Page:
It’s hard to pick just a few favorite places in Buenos Aires. There are so many amazing museums, gorgeous parks and fascinating buildings. However, a lot of the top attractions are things you see: places you go to look at something, take some pictures, then move on to the next spot. To properly explore another country, you can’t just look at things, you need to do them. So here are my favorite experiences that I think everyone should have when studying abroad in Buenos Aires.
El Ateneo Grand Splendid
|If you enjoy sweets, I recommend the panqueques de dulce de leche, which are crepes filled with Argentine milk caramel and then drizzled with chocolate syrup.|
El Ateneo Grand Splendid is not just any bookstore—it’s a bookstore inside of an old theatre. While browsing through a large variety of books in Spanish and a small collection of English books, you can take in the murals on the ceiling and the grandeur of the former theatre. If you want to sample a book before buying—make sure your Spanish is up to par and all that—you can also read and relax in some of the theatre boxes. And if you’re not sold yet, the stage has been turned into a café, so you can feel like a star as you enjoy lunch, coffee or a sweet treat.
|Me getting pumped to watch one of my favorite ballets at the amazing Teatro Colón.|
The building of Teatro Colón is one of those places you ought to see. However, to truly experience it, you have to see a show. Teatro Colón puts on mainly operas, ballets and orchestra concerts, and the tickets are surprisingly affordable. When I went to see the ballet Sleeping Beauty, I was able to get tickets for about $20USD for the front row of the fifth level, slightly off center. I was in the nosebleeds, but could still make out the details of the dancing. If that’s still too much for you, you can get standing tickets for about $6USD, so there’s literally no excuse not to see a show!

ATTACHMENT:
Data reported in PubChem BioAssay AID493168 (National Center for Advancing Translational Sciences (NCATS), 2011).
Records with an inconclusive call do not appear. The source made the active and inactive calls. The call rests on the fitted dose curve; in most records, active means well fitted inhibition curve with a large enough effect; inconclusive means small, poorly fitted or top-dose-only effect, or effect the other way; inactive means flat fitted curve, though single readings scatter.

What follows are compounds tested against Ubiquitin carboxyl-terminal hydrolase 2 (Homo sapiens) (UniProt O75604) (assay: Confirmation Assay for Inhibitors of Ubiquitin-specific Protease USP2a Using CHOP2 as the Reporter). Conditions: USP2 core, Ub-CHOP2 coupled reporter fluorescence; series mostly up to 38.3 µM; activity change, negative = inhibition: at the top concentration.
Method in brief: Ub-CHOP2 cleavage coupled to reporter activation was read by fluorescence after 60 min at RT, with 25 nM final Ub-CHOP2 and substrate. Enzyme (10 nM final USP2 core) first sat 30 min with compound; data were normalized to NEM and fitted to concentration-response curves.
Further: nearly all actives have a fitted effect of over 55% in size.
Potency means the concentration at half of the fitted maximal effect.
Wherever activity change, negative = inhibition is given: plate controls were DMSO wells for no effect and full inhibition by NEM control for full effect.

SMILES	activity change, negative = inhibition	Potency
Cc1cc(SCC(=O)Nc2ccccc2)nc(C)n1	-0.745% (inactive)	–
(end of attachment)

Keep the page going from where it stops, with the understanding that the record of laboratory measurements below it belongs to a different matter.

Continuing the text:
A Fútbol Stadium
There is no sports experience in the United States that can possibly compare to fútbol in Argentina. Whether attending a national team game or a club match, you can’t avoid getting caught up in the enthusiasm of the crowd, and on the days of the more important matches, you’ll see people flooding towards stadiums decked out in their team’s gear, waving flags and cheering. They have so much passion for fútbol, they don’t mind sharing it with other people, and by donning a jersey on game day, you can stop being a foreigner or a tourist and just be a fellow fútbol fan.
|La Catedral Club, a milonga that takes place in an old factory warehouse.|
Whether you’re a dancer or not, you have to experience authentic Argentine Tango at least once during your time in Buenos Aires. There’re Milongas (Tango clubs) all across the city, and attendees range from teens to octogenarians. Most Milongas offer classes before the dancing officially begins so you can learn a few steps before hitting the dance floor, or show up a little later and just watch the experienced dancers go. You can find Milongas happening every night of the week into the early morning hours, and it’s a much better way to experience Tango than the more tourist-focused performances.
|The food was worth the wait.|
From food trucks to gourmet food to asado to vegan and gluten-free, there’s some sort of food festival going on in the city almost every weekend, and if you spend a couple of minutes searching for nearby events on Facebook, you can find them. Food festivals offer a great opportunity to try a diverse range of food and see different parts of the city. Also, you're eating delicious food. There is no downside to this.
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